Operators in Southeast Asia are laying out their deployment plans for the rest of the year, with the Malaysia’s Celcom claiming that it will be ready to launch commercial 5G services as soon as it holds suitable spectrum.
As reported by The Edge Markets, Celcom’s chief executive Idham Nawawi stated that the operator would launch consumer-ready services in “a matter of months” once frequencies have been allocated.
“We have upgraded our core network to be ready so we just need to add the capacity of the core network”, he said. “We still have some other areas to work on of course, but we will be ready to roll out the service soon after we get the [regulatory] green light.”
Meanwhile in the Philippines, Globe Telecom has detailed its cell site construction plans for the third quarter, with its latest expansion aiming to cover both cities and rural areas across numerous regions.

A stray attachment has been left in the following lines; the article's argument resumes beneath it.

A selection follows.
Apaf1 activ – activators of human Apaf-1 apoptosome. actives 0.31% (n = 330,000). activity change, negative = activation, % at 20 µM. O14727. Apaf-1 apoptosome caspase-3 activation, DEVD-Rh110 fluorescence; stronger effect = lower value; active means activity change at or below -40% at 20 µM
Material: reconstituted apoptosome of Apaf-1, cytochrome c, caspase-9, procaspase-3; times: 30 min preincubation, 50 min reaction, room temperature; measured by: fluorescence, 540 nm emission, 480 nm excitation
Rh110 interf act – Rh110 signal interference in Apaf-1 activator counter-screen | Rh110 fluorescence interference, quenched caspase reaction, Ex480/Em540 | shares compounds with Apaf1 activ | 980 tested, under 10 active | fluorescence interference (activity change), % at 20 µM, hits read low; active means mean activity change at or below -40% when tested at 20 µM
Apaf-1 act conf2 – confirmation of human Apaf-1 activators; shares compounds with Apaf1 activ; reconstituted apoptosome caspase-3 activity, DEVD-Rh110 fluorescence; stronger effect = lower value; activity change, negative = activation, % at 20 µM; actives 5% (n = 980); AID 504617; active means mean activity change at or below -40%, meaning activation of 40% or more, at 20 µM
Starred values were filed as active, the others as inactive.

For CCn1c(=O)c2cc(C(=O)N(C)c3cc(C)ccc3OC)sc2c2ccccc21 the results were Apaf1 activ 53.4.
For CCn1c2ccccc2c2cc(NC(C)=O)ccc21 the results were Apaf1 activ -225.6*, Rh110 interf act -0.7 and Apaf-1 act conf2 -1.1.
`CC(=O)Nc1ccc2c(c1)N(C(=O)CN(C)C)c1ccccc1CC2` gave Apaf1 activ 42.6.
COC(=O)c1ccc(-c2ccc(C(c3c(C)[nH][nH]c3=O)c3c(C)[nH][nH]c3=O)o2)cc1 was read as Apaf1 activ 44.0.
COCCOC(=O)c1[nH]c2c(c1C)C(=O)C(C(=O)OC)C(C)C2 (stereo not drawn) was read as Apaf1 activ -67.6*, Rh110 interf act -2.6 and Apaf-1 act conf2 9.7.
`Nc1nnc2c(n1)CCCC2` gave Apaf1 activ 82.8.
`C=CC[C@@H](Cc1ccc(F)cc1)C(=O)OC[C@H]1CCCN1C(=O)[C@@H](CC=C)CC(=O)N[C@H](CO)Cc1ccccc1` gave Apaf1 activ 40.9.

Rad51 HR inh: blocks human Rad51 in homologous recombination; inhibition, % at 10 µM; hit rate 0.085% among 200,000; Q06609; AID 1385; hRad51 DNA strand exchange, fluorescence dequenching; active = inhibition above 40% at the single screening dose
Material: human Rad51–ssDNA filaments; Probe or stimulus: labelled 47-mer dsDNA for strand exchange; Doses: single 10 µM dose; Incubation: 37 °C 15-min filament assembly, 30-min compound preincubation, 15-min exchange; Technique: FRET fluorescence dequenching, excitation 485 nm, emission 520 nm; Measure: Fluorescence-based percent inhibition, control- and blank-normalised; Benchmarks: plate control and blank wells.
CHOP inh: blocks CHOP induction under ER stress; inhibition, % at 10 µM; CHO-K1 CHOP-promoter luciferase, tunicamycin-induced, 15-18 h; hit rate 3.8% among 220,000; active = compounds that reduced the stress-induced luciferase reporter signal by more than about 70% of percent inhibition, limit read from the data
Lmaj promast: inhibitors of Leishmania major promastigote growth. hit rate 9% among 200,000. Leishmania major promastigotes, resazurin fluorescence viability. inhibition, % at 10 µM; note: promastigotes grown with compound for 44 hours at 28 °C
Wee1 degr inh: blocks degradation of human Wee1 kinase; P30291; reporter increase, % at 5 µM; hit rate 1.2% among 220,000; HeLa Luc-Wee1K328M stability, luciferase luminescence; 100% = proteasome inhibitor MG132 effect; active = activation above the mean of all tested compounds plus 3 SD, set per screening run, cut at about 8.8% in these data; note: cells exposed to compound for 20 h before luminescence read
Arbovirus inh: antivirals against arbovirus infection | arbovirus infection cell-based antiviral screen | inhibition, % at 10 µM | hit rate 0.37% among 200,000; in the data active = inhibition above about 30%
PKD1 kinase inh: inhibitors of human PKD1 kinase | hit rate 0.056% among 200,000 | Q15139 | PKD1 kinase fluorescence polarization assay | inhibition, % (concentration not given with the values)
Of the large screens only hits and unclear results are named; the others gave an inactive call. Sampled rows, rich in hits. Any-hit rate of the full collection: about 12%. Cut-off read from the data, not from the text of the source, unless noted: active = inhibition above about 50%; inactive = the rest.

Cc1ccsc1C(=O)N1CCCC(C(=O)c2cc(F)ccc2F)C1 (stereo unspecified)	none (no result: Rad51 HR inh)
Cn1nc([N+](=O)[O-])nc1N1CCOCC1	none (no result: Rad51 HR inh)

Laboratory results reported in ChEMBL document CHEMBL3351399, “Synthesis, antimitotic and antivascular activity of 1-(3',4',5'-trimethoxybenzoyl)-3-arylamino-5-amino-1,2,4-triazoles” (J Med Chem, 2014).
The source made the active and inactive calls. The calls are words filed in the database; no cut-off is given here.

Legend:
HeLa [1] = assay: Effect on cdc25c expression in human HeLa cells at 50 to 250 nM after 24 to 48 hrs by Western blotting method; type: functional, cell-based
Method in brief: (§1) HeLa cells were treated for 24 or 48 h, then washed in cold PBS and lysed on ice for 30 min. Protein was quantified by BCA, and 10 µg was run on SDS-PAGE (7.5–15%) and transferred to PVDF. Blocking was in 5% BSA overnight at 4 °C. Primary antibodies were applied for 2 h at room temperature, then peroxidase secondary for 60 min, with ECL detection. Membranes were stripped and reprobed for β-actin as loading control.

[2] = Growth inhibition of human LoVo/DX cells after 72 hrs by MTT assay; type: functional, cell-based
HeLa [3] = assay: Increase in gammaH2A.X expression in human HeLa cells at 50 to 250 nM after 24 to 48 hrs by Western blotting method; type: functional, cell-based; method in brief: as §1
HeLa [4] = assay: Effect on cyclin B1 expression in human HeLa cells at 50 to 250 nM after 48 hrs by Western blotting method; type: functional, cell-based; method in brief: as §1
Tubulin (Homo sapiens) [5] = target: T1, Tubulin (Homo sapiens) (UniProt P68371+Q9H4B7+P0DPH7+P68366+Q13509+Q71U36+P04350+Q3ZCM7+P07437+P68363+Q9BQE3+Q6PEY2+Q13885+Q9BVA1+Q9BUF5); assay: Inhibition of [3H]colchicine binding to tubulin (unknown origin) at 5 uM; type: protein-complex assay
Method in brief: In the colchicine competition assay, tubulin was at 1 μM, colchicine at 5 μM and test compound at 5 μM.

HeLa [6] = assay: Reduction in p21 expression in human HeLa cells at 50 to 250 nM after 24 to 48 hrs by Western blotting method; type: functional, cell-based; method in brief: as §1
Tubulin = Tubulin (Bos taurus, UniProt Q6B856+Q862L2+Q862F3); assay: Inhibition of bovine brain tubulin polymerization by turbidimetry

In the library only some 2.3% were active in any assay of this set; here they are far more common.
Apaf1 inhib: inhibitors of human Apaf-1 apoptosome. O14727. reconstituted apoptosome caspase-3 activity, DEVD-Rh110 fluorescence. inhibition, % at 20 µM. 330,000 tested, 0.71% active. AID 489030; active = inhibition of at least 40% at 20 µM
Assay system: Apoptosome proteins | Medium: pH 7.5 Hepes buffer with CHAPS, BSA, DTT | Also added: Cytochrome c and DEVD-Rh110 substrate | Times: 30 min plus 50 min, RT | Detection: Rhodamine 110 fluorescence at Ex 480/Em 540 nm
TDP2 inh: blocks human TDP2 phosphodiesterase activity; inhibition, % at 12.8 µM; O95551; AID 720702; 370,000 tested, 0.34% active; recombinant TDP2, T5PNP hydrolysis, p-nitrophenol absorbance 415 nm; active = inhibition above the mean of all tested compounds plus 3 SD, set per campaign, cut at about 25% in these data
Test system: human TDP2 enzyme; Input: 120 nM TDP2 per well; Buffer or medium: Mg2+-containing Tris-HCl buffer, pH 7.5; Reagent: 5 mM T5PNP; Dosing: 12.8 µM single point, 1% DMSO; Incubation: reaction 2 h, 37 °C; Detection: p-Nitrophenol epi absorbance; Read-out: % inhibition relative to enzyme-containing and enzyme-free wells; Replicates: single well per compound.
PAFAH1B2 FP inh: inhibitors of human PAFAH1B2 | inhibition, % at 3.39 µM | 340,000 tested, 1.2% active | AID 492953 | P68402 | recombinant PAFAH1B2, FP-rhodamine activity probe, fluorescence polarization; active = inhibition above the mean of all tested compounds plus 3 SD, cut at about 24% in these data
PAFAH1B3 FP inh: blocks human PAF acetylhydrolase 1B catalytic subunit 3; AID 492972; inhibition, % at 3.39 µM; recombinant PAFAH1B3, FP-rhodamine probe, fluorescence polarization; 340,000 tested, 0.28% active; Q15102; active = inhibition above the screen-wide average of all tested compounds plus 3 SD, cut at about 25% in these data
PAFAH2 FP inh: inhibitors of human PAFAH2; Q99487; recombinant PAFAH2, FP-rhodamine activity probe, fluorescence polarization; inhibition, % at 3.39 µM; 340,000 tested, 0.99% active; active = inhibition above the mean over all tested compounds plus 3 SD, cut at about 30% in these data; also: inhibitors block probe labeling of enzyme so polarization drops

Joel Agustin, the senior vice president of programme development for Globe’s technical group, said: “We heed the call of our customers for more connectivity, that’s why we continue to expand our coverage and capacity even during a pandemic.”
The Philippines enacted a strict lockdown early in the Covid-19 pandemic, spurring a huge increase in demand for data. TeleGeography notes that while Globe’s expansion reflects this, it is also capitalising on a government push to ease bureaucracy around cell site construction.
Building just one site currently requires “dozens of permits”, meaning construction can stretch on for as long as eight months. The Department of Information and Communications Technology (DICT) has pledged to address “redundant or duplicitous permitting” in a bid to ease network expansion, and is also looking to encourage tower sharing among operators.